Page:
That Bach’s glory as a composer should be largely posthumous is probably the result of his exceeding simplicity and diffidence, for he always shrank from popular applause; therefore we may believe his compositions were not placed in the proper light during his life. It was through Mozart, Haydn, and Beethoven, that the musical world learned what a master-spirit had wrought in the person of John Sebastian Bach. The first time Mozart heard one of Bach’s hymns, he said, “Thank God! I learn something absolutely new.” Bach’s great compositions include his “Preludes and Fugues” for the organ, works so difficult and elaborate as perhaps to be above the average comprehension, but sources of delight and instruction to all musicians; the “Matthaeus Passion,” for two choruses and two orchestras, one of the masterpieces in music, which was not produced till a century after it was written; the “Oratorio of the Nativity of Jesus Christ;” and a very large number of masses, anthems, cantatas, chorals, hymns, etc. These works, from their largeness and dignity of form, as also from their depth of musical science, have been to all succeeding composers an art-armory, whence they have derived and furbished their brightest weapons. In the study of Bach’s works the student finds the deepest and highest reaches in the science of music; for his mind seems to have grasped all its resources, and to have embodied them with austere purity and precision of form. As Spenser is called the poet for poets, and Laplace the mathematician for mathematicians, so Bach is the musician for musicians. While Handel may be considered a purely independent and parallel growth, it is not too much to assert that without Sebastian Bach and his matchless studies for the piano, organ, and orchestra, we could not have had the varied musical development in sonata and symphony from such masters as Haydn, Mozart, and Beethoven. Three of Sebastian Bach’s sons became distinguished musicians, and to Emanuel we owe the artistic development of the sonata, which in its turn became the foundation of the symphony.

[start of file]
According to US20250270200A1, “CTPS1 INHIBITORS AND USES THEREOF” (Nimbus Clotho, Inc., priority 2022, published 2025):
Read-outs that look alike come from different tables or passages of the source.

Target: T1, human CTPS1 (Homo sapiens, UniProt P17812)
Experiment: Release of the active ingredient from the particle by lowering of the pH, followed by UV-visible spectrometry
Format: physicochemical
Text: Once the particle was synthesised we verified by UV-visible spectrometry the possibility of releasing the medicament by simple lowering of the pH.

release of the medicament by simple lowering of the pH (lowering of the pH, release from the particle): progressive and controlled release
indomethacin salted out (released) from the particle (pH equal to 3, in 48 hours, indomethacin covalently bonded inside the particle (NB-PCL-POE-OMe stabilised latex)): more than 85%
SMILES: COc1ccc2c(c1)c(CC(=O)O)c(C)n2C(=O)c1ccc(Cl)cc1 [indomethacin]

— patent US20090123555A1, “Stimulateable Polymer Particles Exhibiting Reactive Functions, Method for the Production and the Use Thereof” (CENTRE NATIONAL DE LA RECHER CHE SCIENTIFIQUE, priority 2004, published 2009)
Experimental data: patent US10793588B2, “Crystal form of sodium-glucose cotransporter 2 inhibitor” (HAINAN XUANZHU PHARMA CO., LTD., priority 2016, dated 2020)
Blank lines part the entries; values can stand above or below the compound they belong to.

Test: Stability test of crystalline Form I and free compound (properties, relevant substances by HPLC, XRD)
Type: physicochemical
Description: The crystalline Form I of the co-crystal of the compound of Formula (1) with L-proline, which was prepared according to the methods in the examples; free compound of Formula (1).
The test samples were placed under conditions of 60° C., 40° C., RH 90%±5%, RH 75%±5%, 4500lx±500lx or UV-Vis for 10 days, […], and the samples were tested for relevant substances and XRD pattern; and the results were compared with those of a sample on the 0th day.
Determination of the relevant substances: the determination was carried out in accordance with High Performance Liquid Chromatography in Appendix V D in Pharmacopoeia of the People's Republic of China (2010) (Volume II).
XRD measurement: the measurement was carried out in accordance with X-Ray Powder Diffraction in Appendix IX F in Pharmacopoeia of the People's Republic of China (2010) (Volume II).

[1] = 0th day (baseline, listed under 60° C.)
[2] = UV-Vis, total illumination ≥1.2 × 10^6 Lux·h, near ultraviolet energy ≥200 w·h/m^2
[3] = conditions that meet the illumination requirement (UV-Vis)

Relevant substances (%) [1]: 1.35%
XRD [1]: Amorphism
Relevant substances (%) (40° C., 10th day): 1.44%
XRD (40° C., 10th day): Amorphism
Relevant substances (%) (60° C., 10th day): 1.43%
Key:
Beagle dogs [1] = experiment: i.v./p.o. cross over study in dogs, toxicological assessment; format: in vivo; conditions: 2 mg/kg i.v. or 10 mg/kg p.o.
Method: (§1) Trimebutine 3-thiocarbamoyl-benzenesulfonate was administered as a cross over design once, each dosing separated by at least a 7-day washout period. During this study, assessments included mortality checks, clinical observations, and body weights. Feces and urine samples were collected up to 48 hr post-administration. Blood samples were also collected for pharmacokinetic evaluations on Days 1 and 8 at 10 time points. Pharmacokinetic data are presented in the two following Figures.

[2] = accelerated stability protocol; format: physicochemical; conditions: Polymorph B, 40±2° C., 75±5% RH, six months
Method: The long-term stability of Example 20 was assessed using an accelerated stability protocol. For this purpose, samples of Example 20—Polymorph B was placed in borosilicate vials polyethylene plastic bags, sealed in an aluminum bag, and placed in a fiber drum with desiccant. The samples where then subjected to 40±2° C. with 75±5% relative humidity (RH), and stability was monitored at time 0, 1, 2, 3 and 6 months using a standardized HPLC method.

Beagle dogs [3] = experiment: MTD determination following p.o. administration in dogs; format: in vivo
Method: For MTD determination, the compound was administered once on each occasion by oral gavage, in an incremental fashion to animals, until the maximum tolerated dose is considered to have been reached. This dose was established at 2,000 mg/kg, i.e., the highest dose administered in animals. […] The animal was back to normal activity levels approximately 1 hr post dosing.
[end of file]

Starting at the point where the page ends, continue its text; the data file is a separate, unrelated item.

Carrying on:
To the modern Englishman Handel is almost a contemporary. Paintings and busts of this great minstrel are scattered everywhere throughout the land. He lies in Westminster Abbey among the great poets, warriors, and statesmen, a giant memory in his noble art. A few hours after death the sculptor Roubiliac took a cast of his face, which he wrought into imperishable marble; “moulded in colossal calm,” he towers above his tomb, and accepts the homage of the world benignly like a god. Exeter Hall and the Foundling Hospital in London are also adorned with marble statues of him.
There are more than fifty known pictures of Handel, some of them by distinguished artists. In the best of these pictures Handel is seated in the gay costume of the period, with sword, shot-silk breeches, and coat embroidered with gold. The face is noble in its repose. Benevolence is seated about the finely-shaped mouth, and the face wears the mellow dignity of years, without weakness or austerity. There are few collectors of prints in England and America who have not a woodcut or a lithograph of him. His face and his music are alike familiar to the English-speaking world.